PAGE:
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dc.contributor.authorFirth, Louise
dc.contributor.authorSchofield, M
dc.contributor.authorWhite, FJ
dc.contributor.authorSkov, MW
dc.contributor.authorHawkins, SJ
dc.date.accessioned2017-01-24T11:37:23Z
dc.date.available2017-01-24T11:37:23Z
dc.date.issued2014-12
dc.identifier.issn0141-1136
dc.identifier.issn1879-0291
dc.identifier.urihttp://hdl.handle.net/10026.1/8298
dc.description.abstract

Coastal defence structures are proliferating to counter rising and stormier seas. With increasing concern about the ecological value of built environments, efforts are being made to create novel habitat to increase biodiversity. Rock pools are infrequent on artificial structures. We compared biodiversity patterns between rock pools and emergent rock and assessed the role of pool depth and substratum incline in determining patterns of biodiversity. Rock pools were more taxon rich than emergent substrata. Patterns varied with depth and incline with algal groups being more positively associated with shallow than deeper habitats. Substratum incline had little influence on colonising epibiota, with the exception of canopy algae in deeper habitats where vertical surfaces supported greater taxon richness than horizontal surfaces. The creation of artificial rock pools in built environments will have a positive effect on biodiversity. Building pools of varying depths and inclines and shore heights will provide a range of habitats, increase environmental heterogeneity, therefore creating more possible ecological niches, promoting local biodiversity.

dc.format.extent122-130
dc.format.mediumPrint-Electronic
dc.languageen
dc.language.isoeng
dc.publisherElsevier BV
dc.subjectBiodiversity
dc.subjectConservation
dc.subjectRock pool
dc.subjectIncline
dc.subjectDepth
dc.subjectEcological engineering
dc.subjectHabitat enhancement
dc.subjectArtificial habitat
dc.subjectEnvironmental heterogeneity
dc.subjectUrbanisation
dc.titleBiodiversity in intertidal rock pools: Informing engineering criteria for artificial habitat enhancement in the built environment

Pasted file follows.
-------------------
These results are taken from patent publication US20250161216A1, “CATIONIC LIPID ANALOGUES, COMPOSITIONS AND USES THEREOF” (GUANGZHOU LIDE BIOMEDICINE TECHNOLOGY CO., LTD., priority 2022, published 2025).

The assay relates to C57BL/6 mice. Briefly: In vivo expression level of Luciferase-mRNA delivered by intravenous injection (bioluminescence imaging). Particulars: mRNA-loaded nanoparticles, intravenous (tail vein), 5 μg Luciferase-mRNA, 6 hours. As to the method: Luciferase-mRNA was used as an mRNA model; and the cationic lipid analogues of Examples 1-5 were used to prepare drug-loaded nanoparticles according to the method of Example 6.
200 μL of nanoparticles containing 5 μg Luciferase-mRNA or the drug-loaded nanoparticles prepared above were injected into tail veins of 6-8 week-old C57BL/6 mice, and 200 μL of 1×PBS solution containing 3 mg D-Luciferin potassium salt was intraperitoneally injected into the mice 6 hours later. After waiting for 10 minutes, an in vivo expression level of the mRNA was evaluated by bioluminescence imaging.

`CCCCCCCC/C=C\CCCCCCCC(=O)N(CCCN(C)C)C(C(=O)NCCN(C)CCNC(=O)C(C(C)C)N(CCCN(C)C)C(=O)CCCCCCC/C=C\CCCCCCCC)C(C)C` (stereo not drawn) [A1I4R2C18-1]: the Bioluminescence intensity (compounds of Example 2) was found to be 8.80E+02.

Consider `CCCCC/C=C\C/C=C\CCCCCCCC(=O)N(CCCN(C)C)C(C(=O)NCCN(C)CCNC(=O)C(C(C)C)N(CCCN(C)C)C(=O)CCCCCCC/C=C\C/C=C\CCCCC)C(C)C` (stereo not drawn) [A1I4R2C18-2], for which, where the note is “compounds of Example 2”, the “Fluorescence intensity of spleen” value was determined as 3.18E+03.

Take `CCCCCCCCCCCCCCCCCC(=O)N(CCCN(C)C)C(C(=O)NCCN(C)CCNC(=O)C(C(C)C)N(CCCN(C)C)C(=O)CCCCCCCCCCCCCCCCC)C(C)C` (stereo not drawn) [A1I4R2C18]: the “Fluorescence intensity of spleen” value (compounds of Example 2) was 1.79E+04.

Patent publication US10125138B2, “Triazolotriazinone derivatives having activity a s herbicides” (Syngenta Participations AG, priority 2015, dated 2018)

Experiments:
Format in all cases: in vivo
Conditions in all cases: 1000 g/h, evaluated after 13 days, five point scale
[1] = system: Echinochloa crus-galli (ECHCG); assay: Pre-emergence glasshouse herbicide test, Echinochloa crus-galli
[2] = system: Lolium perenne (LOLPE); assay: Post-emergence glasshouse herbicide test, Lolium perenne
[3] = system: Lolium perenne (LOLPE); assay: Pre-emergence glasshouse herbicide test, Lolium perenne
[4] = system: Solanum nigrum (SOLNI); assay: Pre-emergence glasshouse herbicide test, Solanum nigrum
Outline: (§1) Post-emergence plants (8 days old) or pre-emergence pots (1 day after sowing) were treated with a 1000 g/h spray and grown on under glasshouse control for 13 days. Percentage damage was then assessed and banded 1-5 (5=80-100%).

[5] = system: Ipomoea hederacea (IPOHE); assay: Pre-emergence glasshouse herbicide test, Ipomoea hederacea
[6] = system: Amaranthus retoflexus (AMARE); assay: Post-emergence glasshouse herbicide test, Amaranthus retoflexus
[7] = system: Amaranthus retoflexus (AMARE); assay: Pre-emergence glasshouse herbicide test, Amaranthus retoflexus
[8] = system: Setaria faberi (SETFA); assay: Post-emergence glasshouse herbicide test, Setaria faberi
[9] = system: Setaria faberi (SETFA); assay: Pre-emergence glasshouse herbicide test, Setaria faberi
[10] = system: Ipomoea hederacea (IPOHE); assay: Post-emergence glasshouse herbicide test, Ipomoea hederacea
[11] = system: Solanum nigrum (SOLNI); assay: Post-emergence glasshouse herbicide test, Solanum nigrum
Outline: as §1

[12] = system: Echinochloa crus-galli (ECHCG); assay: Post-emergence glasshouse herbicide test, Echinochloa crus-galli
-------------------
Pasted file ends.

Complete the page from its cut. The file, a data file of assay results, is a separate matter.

dc.typejournal-article
dc.typeComparative Study
dc.typeJournal Article
dc.typeResearch Support, Non-U.S. Gov't
plymouth.author-urlhttps://www.webofscience.com/api/gateway?GWVersion=2&SrcApp=PARTNER_APP&SrcAuth=LinksAMR&KeyUT=WOS:000345723700014&DestLinkType=FullRecord&DestApp=ALL_WOS&UsrCustomerID=11bb513d99f797142bcfeffcc58ea008
plymouth.volume102
plymouth.publication-statusPublished
plymouth.journalMarine Environmental Research
dc.identifier.doi10.1016/j.marenvres.2014.03.016
plymouth.organisational-group/Plymouth
plymouth.organisational-group/Plymouth/Faculty of Science and Engineering
plymouth.organisational-group/Plymouth/Faculty of Science and Engineering/School of Biological and Marine Sciences
plymouth.organisational-group/Plymouth/REF 2021 Researchers by UoA
plymouth.organisational-group/Plymouth/REF 2021 Researchers by UoA/UoA07 Earth Systems and Environmental Sciences
plymouth.organisational-group/Plymouth/Users by role
plymouth.organisational-group/Plymouth/Users by role/Academics
dc.publisher.placeEngland
dcterms.dateAccepted2014-03-25
dc.identifier.eissn1879-0291
dc.rights.embargoperiodNot known
rioxxterms.versionofrecord10.1016/j.marenvres.2014.03.016
rioxxterms.licenseref.urihttp://www.rioxx.net/licenses/all-rights-reserved
rioxxterms.licenseref.startdate2014-12
rioxxterms.typeJournal Article/Review


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